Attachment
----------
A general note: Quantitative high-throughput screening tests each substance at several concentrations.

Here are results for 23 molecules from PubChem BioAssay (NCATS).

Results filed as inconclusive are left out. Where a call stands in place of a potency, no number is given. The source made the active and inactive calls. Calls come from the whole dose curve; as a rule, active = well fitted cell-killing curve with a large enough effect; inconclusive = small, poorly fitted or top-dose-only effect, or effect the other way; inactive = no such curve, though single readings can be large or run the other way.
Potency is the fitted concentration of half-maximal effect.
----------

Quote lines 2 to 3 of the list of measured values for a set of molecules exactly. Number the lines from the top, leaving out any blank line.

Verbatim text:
Here are results for 23 molecules from PubChem BioAssay (NCATS).

Results filed as inconclusive are left out. Where a call stands in place of a potency, no number is given. The source made the active and inactive calls. Calls come from the whole dose curve; as a rule, active = well fitted cell-killing curve with a large enough effect; inconclusive = small, poorly fitted or top-dose-only effect, or effect the other way; inactive = no such curve, though single readings can be large or run the other way.